Reviewed by Renee Alli on August 03, 2014
Baby Sling Carriers Raise Safety Concerns, Consumer Reports.org. Infant Deaths Prompt CPSC Warning About Sling Carriers for Babies, U.S. Consumer Product Safety Commission.
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Ellie: Touch is so important to a newborn's development.
Melissa: And to the bonding between parent and child.
Melissa: (pretty music)
Ellie: One way that both mom AND dad can keep baby close throughout the day is in an infant carrier.
Ellie & Melissa: We're Ellie and Melissa, the Baby Planners and we're here to help you sort through the options, step by step.
Ellie: There are two basic kinds of carriers for baby's first year: the traditional front carrier; and the sling. For safety reasons, backpacks shouldn't be used until after one year of age.
Melissa: Traditional front carriers are designed for hands free use. Most models come with back and shoulder support – and are a great choice for a heavy baby or a parent with back issues.
Ellie: Newborns should ride in a seated position facing your chest, with their knees as high as their hips. Be sure the model you buy has a padded headrest to support baby's head and neck. As neck strength improves, baby can face forward to see the world as you walk.
Melissa: Slings are hammock-like pieces of material that allow baby to ride at your waist in a comfortable sleeping position. There are a variety of styles and fabric choices available, adjustable to one size fits all.
Ellie: Because it's so quick and easy to access baby, slings are also a great choice for a nursing mother.
Melissa: But slings do require more awareness because there are no safety straps.
Ellie: And there's another issue. There have been cases of very small babies suffocating in slings.
Melissa: That's why the Consumer Product Safety Commission advises parents to be extremely careful.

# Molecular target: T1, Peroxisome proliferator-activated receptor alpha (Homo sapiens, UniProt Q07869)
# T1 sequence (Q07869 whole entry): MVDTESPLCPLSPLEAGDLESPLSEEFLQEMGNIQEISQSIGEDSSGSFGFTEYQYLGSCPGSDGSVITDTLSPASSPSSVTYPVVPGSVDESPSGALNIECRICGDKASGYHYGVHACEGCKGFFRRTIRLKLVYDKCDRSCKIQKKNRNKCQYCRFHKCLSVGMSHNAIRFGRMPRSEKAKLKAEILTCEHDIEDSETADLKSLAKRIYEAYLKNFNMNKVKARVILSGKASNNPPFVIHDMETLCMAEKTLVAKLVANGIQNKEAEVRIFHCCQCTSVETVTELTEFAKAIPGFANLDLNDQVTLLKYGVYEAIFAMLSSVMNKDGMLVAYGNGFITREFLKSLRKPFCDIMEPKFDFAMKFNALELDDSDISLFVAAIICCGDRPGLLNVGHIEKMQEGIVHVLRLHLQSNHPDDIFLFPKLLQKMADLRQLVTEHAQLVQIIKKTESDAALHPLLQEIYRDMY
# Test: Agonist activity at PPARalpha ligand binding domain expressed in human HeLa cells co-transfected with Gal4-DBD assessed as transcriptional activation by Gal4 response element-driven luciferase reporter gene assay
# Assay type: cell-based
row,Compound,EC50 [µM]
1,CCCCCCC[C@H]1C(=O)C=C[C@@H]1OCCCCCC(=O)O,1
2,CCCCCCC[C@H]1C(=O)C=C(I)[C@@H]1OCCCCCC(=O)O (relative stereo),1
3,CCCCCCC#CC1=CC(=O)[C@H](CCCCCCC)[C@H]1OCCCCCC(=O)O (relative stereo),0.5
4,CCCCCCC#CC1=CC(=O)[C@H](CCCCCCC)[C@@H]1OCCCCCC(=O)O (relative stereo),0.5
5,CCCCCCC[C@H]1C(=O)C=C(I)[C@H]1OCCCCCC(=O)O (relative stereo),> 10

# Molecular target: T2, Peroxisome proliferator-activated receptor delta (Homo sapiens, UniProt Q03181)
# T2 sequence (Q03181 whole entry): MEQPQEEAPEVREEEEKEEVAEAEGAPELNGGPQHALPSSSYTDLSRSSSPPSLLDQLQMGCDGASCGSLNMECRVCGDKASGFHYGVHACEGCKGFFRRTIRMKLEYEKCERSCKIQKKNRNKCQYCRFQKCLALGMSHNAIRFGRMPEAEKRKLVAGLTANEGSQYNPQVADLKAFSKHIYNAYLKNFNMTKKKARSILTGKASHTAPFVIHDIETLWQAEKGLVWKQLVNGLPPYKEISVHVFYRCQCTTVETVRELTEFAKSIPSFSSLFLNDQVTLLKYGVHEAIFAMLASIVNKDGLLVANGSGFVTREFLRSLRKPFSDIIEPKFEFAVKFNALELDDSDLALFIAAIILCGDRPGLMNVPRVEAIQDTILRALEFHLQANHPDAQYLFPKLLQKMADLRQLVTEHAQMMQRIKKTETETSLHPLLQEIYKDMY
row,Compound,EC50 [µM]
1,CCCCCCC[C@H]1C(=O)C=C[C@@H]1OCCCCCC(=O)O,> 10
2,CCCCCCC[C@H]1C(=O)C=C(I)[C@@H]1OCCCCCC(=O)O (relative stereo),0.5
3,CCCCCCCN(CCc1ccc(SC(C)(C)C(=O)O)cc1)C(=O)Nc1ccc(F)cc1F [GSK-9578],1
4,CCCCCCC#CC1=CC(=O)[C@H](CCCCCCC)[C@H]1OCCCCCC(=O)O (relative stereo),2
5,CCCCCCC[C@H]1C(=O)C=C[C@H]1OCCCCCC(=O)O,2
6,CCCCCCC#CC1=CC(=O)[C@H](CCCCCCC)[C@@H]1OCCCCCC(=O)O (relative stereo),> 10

Ellie: When using slings with infants younger than four months. And remember always keep baby's face uncovered and in view
Melissa: and check on them often.
Ellie: If you decide a baby carrier is a purchase you need, look for the following features:
Melissa: Size and adjustability: you want to be sure the carrier fits both mom and dad well;
Ellie: machine washable — it's guaranteed to get dirty;
Melissa: back support — test various carriers to see what works for you;
Ellie: price — more expensive models will come with lumbar support and extra padding, so don't automatically choose the least expensive option.
Melissa: And above all, be safe. Follow manufacturer's directions carefully.
Ellie: Remember, carriers should never be used while driving, riding a bike, jogging, using exercise equipment, or while cooking.
Melissa: Never get on a step stool or reach for things in high places while wearing a carrier.
Ellie: When you lean over it's important to bend with your knees or use your hand to hold baby securely in place.
Melissa: And watch baby's temperature —
Ellie: studies have shown that babies can become overheated.
Ellie & Melissa: For WebMD, we're Ellie and Melissa, the Baby Planners.
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